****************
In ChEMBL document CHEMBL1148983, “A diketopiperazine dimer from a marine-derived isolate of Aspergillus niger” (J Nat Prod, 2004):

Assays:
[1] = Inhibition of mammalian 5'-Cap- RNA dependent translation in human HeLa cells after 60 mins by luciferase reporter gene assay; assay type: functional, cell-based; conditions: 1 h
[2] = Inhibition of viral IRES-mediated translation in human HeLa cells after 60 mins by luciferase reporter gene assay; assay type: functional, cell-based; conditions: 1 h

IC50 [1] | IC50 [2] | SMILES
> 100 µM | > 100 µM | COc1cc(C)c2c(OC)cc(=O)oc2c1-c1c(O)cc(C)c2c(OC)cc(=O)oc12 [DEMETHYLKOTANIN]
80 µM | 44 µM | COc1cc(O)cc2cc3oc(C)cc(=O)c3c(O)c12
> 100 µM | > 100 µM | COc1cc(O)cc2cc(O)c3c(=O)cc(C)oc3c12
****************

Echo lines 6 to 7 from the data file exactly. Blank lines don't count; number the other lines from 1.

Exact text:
> 100 µM | > 100 µM | COc1cc(C)c2c(OC)cc(=O)oc2c1-c1c(O)cc(C)c2c(OC)cc(=O)oc12 [DEMETHYLKOTANIN]
80 µM | 44 µM | COc1cc(O)cc2cc3oc(C)cc(=O)c3c(O)c12